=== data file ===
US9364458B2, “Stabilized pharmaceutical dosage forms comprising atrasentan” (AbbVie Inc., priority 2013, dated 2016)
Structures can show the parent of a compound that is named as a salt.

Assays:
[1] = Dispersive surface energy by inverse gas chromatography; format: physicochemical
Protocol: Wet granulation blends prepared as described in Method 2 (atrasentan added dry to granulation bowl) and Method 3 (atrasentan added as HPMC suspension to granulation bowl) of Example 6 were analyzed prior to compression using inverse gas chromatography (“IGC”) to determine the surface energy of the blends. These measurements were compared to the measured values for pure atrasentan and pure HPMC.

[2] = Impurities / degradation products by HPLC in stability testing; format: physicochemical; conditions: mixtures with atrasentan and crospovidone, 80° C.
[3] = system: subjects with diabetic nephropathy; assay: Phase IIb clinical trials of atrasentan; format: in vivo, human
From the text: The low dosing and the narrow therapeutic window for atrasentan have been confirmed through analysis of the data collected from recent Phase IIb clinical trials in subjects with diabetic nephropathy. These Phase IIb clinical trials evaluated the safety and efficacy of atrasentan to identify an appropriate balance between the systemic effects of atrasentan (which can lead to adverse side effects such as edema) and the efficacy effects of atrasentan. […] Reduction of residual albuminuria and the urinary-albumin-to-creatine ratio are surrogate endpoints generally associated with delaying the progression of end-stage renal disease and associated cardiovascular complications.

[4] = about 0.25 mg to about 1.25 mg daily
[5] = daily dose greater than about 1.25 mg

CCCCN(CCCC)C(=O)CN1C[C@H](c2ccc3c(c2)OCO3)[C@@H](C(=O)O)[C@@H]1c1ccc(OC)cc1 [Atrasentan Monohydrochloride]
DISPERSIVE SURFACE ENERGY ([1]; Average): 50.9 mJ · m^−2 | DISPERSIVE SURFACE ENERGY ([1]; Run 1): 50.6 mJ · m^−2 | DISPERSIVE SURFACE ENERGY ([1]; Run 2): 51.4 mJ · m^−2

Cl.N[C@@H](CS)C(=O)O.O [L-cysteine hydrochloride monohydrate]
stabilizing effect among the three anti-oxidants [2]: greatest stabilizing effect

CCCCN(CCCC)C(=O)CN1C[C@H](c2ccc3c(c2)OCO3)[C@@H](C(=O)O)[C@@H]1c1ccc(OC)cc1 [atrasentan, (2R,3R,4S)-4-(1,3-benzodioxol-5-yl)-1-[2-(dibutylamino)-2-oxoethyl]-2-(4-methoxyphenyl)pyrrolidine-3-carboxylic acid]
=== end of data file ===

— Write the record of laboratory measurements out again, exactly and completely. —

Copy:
US9364458B2, “Stabilized pharmaceutical dosage forms comprising atrasentan” (AbbVie Inc., priority 2013, dated 2016)
Structures can show the parent of a compound that is named as a salt.

Assays:
[1] = Dispersive surface energy by inverse gas chromatography; format: physicochemical
Protocol: Wet granulation blends prepared as described in Method 2 (atrasentan added dry to granulation bowl) and Method 3 (atrasentan added as HPMC suspension to granulation bowl) of Example 6 were analyzed prior to compression using inverse gas chromatography (“IGC”) to determine the surface energy of the blends. These measurements were compared to the measured values for pure atrasentan and pure HPMC.

[2] = Impurities / degradation products by HPLC in stability testing; format: physicochemical; conditions: mixtures with atrasentan and crospovidone, 80° C.
[3] = system: subjects with diabetic nephropathy; assay: Phase IIb clinical trials of atrasentan; format: in vivo, human
From the text: The low dosing and the narrow therapeutic window for atrasentan have been confirmed through analysis of the data collected from recent Phase IIb clinical trials in subjects with diabetic nephropathy. These Phase IIb clinical trials evaluated the safety and efficacy of atrasentan to identify an appropriate balance between the systemic effects of atrasentan (which can lead to adverse side effects such as edema) and the efficacy effects of atrasentan. […] Reduction of residual albuminuria and the urinary-albumin-to-creatine ratio are surrogate endpoints generally associated with delaying the progression of end-stage renal disease and associated cardiovascular complications.

[4] = about 0.25 mg to about 1.25 mg daily
[5] = daily dose greater than about 1.25 mg

CCCCN(CCCC)C(=O)CN1C[C@H](c2ccc3c(c2)OCO3)[C@@H](C(=O)O)[C@@H]1c1ccc(OC)cc1 [Atrasentan Monohydrochloride]
DISPERSIVE SURFACE ENERGY ([1]; Average): 50.9 mJ · m^−2 | DISPERSIVE SURFACE ENERGY ([1]; Run 1): 50.6 mJ · m^−2 | DISPERSIVE SURFACE ENERGY ([1]; Run 2): 51.4 mJ · m^−2

Cl.N[C@@H](CS)C(=O)O.O [L-cysteine hydrochloride monohydrate]
stabilizing effect among the three anti-oxidants [2]: greatest stabilizing effect

CCCCN(CCCC)C(=O)CN1C[C@H](c2ccc3c(c2)OCO3)[C@@H](C(=O)O)[C@@H]1c1ccc(OC)cc1 [atrasentan, (2R,3R,4S)-4-(1,3-benzodioxol-5-yl)-1-[2-(dibutylamino)-2-oxoethyl]-2-(4-methoxyphenyl)pyrrolidine-3-carboxylic acid]